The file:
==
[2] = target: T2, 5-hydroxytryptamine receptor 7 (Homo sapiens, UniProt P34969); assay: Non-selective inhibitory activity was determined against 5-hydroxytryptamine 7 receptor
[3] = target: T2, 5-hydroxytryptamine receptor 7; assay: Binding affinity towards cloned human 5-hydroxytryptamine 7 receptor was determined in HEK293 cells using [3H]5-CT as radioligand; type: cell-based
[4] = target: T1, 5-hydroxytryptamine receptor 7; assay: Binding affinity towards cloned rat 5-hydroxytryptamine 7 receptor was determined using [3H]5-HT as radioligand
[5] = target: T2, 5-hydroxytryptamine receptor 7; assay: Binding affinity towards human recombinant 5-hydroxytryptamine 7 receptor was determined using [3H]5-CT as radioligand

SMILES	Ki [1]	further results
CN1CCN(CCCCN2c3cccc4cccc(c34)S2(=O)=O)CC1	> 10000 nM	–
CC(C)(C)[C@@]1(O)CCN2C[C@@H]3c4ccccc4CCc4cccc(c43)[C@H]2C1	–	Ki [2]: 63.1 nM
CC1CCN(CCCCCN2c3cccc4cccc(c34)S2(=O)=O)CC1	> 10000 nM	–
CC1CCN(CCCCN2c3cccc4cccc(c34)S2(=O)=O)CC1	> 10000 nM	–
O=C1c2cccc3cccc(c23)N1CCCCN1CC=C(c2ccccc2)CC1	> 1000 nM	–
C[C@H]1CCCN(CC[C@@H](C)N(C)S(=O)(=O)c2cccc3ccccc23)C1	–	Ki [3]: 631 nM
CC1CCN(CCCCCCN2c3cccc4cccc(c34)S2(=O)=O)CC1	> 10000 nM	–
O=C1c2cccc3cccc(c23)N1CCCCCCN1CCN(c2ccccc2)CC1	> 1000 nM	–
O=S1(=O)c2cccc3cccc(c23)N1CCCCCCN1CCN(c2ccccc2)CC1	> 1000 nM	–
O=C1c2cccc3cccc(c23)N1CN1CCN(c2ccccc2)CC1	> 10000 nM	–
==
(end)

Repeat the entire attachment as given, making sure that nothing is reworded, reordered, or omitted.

[2] = target: T2, 5-hydroxytryptamine receptor 7 (Homo sapiens, UniProt P34969); assay: Non-selective inhibitory activity was determined against 5-hydroxytryptamine 7 receptor
[3] = target: T2, 5-hydroxytryptamine receptor 7; assay: Binding affinity towards cloned human 5-hydroxytryptamine 7 receptor was determined in HEK293 cells using [3H]5-CT as radioligand; type: cell-based
[4] = target: T1, 5-hydroxytryptamine receptor 7; assay: Binding affinity towards cloned rat 5-hydroxytryptamine 7 receptor was determined using [3H]5-HT as radioligand
[5] = target: T2, 5-hydroxytryptamine receptor 7; assay: Binding affinity towards human recombinant 5-hydroxytryptamine 7 receptor was determined using [3H]5-CT as radioligand

SMILES	Ki [1]	further results
CN1CCN(CCCCN2c3cccc4cccc(c34)S2(=O)=O)CC1	> 10000 nM	–
CC(C)(C)[C@@]1(O)CCN2C[C@@H]3c4ccccc4CCc4cccc(c43)[C@H]2C1	–	Ki [2]: 63.1 nM
CC1CCN(CCCCCN2c3cccc4cccc(c34)S2(=O)=O)CC1	> 10000 nM	–
CC1CCN(CCCCN2c3cccc4cccc(c34)S2(=O)=O)CC1	> 10000 nM	–
O=C1c2cccc3cccc(c23)N1CCCCN1CC=C(c2ccccc2)CC1	> 1000 nM	–
C[C@H]1CCCN(CC[C@@H](C)N(C)S(=O)(=O)c2cccc3ccccc23)C1	–	Ki [3]: 631 nM
CC1CCN(CCCCCCN2c3cccc4cccc(c34)S2(=O)=O)CC1	> 10000 nM	–
O=C1c2cccc3cccc(c23)N1CCCCCCN1CCN(c2ccccc2)CC1	> 1000 nM	–
O=S1(=O)c2cccc3cccc(c23)N1CCCCCCN1CCN(c2ccccc2)CC1	> 1000 nM	–
O=C1c2cccc3cccc(c23)N1CN1CCN(c2ccccc2)CC1	> 10000 nM	–